When Literature Becomes Opera: Study of a Transformational Process
Perhaps no other art form in the Western world has polarized opinion to the same extent as opera. While its devotees can be almost fanatical in their enthusiasm, its detractors will dismiss lyric theatre as an impossible hybrid. Literature and music undermine one another when brought together, they maintain. Their contempt for the genre is more often than not motivated by the supposedly mediocre quality of the librettos or scripts to which the works are set as well as the implausibility of characters singing instead of speaking their emotions. But what if these much maligned scripts provided composers with the raw material necessary to convert stereotypes into exemplary figures and place them in powerfully dramatic situations? What if the unreality of opera opened up gripping vistas onto the reality of human emotions? When Literature Becomes Opera strives to answer these questions by analyzing the artistic process through which literary texts are simplified then transformed into lyric dramas. Using as examples eight outstanding operas inspired by works of French writers (Rigoletto, La traviata, Carmen, Thaïs, La Bohème, Tosca, Pelléas et Mélisande and Dialogues des Carmélites), this study demonstrates that a libretto, like a film script, enters into a partnership with the art it serves: music. When the quality of the partnership is high, all of opera's liabilities that purists take pleasure in deriding become stunning assets.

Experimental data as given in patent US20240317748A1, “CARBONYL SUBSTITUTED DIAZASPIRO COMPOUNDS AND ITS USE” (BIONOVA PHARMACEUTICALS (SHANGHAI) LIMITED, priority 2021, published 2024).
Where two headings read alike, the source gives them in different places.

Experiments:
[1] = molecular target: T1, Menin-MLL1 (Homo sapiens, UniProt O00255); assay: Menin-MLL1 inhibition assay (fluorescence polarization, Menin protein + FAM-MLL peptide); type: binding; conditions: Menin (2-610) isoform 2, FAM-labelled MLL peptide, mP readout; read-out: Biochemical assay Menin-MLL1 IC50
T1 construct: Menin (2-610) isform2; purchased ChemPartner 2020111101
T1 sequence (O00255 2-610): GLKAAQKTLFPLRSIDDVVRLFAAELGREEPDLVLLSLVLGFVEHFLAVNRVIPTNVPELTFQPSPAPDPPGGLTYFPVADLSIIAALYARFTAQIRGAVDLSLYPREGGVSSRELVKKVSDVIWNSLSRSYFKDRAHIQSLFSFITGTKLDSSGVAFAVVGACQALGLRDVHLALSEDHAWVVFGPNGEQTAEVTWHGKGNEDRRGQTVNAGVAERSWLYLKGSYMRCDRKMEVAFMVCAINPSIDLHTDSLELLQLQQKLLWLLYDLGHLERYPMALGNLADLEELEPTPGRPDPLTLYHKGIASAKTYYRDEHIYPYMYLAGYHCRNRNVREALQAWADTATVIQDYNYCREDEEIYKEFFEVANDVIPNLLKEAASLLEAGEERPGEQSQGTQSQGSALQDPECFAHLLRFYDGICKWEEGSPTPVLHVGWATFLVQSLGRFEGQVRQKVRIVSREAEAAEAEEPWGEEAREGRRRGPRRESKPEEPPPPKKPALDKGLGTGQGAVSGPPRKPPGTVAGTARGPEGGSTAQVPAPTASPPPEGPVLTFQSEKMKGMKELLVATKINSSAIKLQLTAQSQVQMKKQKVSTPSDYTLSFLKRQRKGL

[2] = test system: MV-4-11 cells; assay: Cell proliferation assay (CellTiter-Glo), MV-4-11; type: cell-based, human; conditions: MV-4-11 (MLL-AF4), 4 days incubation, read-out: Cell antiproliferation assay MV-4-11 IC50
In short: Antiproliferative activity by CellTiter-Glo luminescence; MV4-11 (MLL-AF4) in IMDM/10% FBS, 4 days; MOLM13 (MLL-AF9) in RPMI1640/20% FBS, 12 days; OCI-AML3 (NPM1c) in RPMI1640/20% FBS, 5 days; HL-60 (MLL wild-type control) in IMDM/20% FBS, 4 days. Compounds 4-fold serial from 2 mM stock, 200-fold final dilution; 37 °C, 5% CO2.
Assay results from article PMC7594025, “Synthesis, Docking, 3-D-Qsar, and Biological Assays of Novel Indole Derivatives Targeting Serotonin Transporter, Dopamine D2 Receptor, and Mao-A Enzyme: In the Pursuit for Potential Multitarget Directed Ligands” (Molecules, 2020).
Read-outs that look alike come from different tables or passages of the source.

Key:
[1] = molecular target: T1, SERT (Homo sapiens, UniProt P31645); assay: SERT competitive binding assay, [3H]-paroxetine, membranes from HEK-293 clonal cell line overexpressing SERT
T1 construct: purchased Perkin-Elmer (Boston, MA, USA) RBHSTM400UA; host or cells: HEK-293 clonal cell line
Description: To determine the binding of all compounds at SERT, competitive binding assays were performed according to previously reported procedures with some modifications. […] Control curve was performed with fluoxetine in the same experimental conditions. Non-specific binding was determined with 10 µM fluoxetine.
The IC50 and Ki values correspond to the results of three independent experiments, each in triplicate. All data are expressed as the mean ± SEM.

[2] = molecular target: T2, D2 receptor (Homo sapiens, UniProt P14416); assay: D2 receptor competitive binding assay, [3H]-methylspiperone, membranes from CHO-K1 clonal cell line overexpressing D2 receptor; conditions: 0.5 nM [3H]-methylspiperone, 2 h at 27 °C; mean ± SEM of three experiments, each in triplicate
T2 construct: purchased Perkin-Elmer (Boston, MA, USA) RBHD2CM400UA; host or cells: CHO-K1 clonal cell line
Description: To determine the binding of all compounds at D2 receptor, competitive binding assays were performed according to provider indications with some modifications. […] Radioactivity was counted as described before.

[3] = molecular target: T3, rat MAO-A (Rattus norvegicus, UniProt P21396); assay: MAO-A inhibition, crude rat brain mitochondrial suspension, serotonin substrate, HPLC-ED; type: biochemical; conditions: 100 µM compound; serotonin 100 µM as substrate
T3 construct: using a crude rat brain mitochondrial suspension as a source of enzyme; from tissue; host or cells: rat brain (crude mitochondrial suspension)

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La traviata or Violettas Moral Ascension
Thais or the Sublimation of Eros
Pelleas et Melisande or Fatal Attraction
The Saintly Courtesan
The GodSeeking Hetaera and the SexObsessed Puritan
Noble Art vs Evil Art
Figures of Fear Hope and Pride
Alfredo Allemonde Angelotti anguish aria Athanael beauty Bernanos Bizet Blanche Boheme Bohemians Carmen Cavaradossi character Chief of Police composer composer's conjure courtesan Croissy's curse death Debussy Debussy's despair destiny Dialogues des Carmelites diva divine grace Don Jose dramatic duet Dumas emotional Eros erotic evokes exemplary figures expresses fate fear feel final scene Floria fourth act Francesco Maria Piave Francis Poulenc French Germont Gilda Golaud gypsy heroine heroine's hetaera jealousy jester Joseph Kerman Jules Massenet Kerman L'Avant-Scene La Boheme La traviata Le Roi s'amuse librettists libretto lover lyric Maeterlinck's Marcello Marguerite Mario Massenet Melisande's melody Merimee's Mimi Mimi's Mme de Croissy monk moral motif murder Musetta novel opera orchestra passion Pelleas et Melisande Piave Poulenc Prioress protagonists Puccini's relationship Rigoletto Rodolfo Sardou's Scarpia scene of Act second act seems sings spiritual Thai's Thais theme third act Tosca traviata unfolds Verdi's Violetta vocal line words yearning young woman
Page 7 - Johnson (1709—84) has been regularly quoted as stating that opera is 'an exotic and irrational entertainment' but the complete quotation from his Lives of the English Poets reads quite differently: 'an exotic and irrational entertainment which has always been combated, and always has prevailed'.